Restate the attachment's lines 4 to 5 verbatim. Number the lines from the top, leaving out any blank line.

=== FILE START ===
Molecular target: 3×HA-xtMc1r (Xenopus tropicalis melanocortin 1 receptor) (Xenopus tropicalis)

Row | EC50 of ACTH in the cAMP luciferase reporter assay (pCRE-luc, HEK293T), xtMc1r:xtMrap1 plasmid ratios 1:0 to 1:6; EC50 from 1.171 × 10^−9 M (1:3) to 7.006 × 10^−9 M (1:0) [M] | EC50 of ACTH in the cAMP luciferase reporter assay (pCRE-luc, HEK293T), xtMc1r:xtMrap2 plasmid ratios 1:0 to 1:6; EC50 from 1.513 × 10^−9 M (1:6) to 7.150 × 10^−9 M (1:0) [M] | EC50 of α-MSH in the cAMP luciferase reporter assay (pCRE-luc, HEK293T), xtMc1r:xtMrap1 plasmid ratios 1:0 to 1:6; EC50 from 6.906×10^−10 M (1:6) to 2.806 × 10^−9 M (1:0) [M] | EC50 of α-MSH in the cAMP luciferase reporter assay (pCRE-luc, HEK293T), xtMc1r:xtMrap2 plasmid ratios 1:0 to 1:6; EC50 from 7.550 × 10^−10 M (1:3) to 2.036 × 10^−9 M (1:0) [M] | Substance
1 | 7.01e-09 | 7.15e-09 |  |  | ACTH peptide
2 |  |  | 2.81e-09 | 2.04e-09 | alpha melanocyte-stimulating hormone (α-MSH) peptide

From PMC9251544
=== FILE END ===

2 |  |  | 2.81e-09 | 2.04e-09 | alpha melanocyte-stimulating hormone (α-MSH) peptide

From PMC9251544